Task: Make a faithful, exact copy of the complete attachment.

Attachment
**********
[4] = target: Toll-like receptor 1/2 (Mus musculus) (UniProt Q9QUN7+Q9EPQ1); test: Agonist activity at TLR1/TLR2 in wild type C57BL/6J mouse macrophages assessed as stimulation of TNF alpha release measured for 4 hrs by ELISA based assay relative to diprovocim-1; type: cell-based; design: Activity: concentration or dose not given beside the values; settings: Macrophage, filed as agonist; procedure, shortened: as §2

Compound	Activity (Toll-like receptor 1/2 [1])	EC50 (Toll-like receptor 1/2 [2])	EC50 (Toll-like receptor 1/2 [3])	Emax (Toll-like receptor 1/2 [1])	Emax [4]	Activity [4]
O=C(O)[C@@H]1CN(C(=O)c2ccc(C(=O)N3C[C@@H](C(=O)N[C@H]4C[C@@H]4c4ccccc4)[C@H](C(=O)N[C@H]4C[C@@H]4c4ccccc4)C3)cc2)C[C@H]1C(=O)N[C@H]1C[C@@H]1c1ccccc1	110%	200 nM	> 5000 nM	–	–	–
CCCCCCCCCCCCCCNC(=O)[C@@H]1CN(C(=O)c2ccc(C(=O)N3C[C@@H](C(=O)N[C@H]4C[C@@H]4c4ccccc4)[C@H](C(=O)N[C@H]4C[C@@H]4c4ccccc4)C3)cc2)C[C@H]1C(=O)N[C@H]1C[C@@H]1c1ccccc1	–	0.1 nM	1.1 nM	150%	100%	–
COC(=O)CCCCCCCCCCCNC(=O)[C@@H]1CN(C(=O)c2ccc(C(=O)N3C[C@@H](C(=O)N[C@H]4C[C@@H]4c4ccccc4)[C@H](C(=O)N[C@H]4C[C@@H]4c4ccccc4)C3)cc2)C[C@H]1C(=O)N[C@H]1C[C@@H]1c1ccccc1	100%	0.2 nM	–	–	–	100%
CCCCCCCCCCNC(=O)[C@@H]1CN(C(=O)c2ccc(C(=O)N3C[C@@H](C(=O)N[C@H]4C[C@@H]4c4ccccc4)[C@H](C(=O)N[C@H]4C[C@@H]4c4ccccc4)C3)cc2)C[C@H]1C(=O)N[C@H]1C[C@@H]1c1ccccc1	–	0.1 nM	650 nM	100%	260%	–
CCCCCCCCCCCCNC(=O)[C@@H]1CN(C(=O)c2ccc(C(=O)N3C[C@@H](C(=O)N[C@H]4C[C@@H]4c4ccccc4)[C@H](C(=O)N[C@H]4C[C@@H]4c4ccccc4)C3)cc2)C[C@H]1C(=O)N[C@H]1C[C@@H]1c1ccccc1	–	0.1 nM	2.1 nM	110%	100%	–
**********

[4] = target: Toll-like receptor 1/2 (Mus musculus) (UniProt Q9QUN7+Q9EPQ1); test: Agonist activity at TLR1/TLR2 in wild type C57BL/6J mouse macrophages assessed as stimulation of TNF alpha release measured for 4 hrs by ELISA based assay relative to diprovocim-1; type: cell-based; design: Activity: concentration or dose not given beside the values; settings: Macrophage, filed as agonist; procedure, shortened: as §2

Compound	Activity (Toll-like receptor 1/2 [1])	EC50 (Toll-like receptor 1/2 [2])	EC50 (Toll-like receptor 1/2 [3])	Emax (Toll-like receptor 1/2 [1])	Emax [4]	Activity [4]
O=C(O)[C@@H]1CN(C(=O)c2ccc(C(=O)N3C[C@@H](C(=O)N[C@H]4C[C@@H]4c4ccccc4)[C@H](C(=O)N[C@H]4C[C@@H]4c4ccccc4)C3)cc2)C[C@H]1C(=O)N[C@H]1C[C@@H]1c1ccccc1	110%	200 nM	> 5000 nM	–	–	–
CCCCCCCCCCCCCCNC(=O)[C@@H]1CN(C(=O)c2ccc(C(=O)N3C[C@@H](C(=O)N[C@H]4C[C@@H]4c4ccccc4)[C@H](C(=O)N[C@H]4C[C@@H]4c4ccccc4)C3)cc2)C[C@H]1C(=O)N[C@H]1C[C@@H]1c1ccccc1	–	0.1 nM	1.1 nM	150%	100%	–
COC(=O)CCCCCCCCCCCNC(=O)[C@@H]1CN(C(=O)c2ccc(C(=O)N3C[C@@H](C(=O)N[C@H]4C[C@@H]4c4ccccc4)[C@H](C(=O)N[C@H]4C[C@@H]4c4ccccc4)C3)cc2)C[C@H]1C(=O)N[C@H]1C[C@@H]1c1ccccc1	100%	0.2 nM	–	–	–	100%
CCCCCCCCCCNC(=O)[C@@H]1CN(C(=O)c2ccc(C(=O)N3C[C@@H](C(=O)N[C@H]4C[C@@H]4c4ccccc4)[C@H](C(=O)N[C@H]4C[C@@H]4c4ccccc4)C3)cc2)C[C@H]1C(=O)N[C@H]1C[C@@H]1c1ccccc1	–	0.1 nM	650 nM	100%	260%	–
CCCCCCCCCCCCNC(=O)[C@@H]1CN(C(=O)c2ccc(C(=O)N3C[C@@H](C(=O)N[C@H]4C[C@@H]4c4ccccc4)[C@H](C(=O)N[C@H]4C[C@@H]4c4ccccc4)C3)cc2)C[C@H]1C(=O)N[C@H]1C[C@@H]1c1ccccc1	–	0.1 nM	2.1 nM	110%	100%	–